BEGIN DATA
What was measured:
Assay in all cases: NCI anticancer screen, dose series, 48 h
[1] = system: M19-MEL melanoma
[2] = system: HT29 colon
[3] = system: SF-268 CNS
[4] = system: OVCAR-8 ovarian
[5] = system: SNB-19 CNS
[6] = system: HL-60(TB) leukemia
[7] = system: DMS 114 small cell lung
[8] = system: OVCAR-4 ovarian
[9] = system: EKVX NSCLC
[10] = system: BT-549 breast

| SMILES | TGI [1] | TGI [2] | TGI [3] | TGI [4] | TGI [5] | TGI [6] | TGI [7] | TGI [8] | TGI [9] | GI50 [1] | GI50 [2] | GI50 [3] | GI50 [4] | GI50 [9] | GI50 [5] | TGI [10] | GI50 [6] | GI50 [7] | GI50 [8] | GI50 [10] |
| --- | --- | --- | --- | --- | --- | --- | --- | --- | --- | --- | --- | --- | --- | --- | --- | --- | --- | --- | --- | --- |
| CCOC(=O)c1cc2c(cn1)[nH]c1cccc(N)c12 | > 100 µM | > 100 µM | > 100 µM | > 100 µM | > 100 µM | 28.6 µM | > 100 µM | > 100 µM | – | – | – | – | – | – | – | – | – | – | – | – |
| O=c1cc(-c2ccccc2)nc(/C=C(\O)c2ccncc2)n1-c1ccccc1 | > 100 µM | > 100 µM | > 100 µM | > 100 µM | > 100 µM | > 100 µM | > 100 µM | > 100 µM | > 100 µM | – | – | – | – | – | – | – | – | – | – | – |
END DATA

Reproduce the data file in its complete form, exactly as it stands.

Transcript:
What was measured:
Assay in all cases: NCI anticancer screen, dose series, 48 h
[1] = system: M19-MEL melanoma
[2] = system: HT29 colon
[3] = system: SF-268 CNS
[4] = system: OVCAR-8 ovarian
[5] = system: SNB-19 CNS
[6] = system: HL-60(TB) leukemia
[7] = system: DMS 114 small cell lung
[8] = system: OVCAR-4 ovarian
[9] = system: EKVX NSCLC
[10] = system: BT-549 breast

| SMILES | TGI [1] | TGI [2] | TGI [3] | TGI [4] | TGI [5] | TGI [6] | TGI [7] | TGI [8] | TGI [9] | GI50 [1] | GI50 [2] | GI50 [3] | GI50 [4] | GI50 [9] | GI50 [5] | TGI [10] | GI50 [6] | GI50 [7] | GI50 [8] | GI50 [10] |
| --- | --- | --- | --- | --- | --- | --- | --- | --- | --- | --- | --- | --- | --- | --- | --- | --- | --- | --- | --- | --- |
| CCOC(=O)c1cc2c(cn1)[nH]c1cccc(N)c12 | > 100 µM | > 100 µM | > 100 µM | > 100 µM | > 100 µM | 28.6 µM | > 100 µM | > 100 µM | – | – | – | – | – | – | – | – | – | – | – | – |
| O=c1cc(-c2ccccc2)nc(/C=C(\O)c2ccncc2)n1-c1ccccc1 | > 100 µM | > 100 µM | > 100 µM | > 100 µM | > 100 µM | > 100 µM | > 100 µM | > 100 µM | > 100 µM | – | – | – | – | – | – | – | – | – | – | – |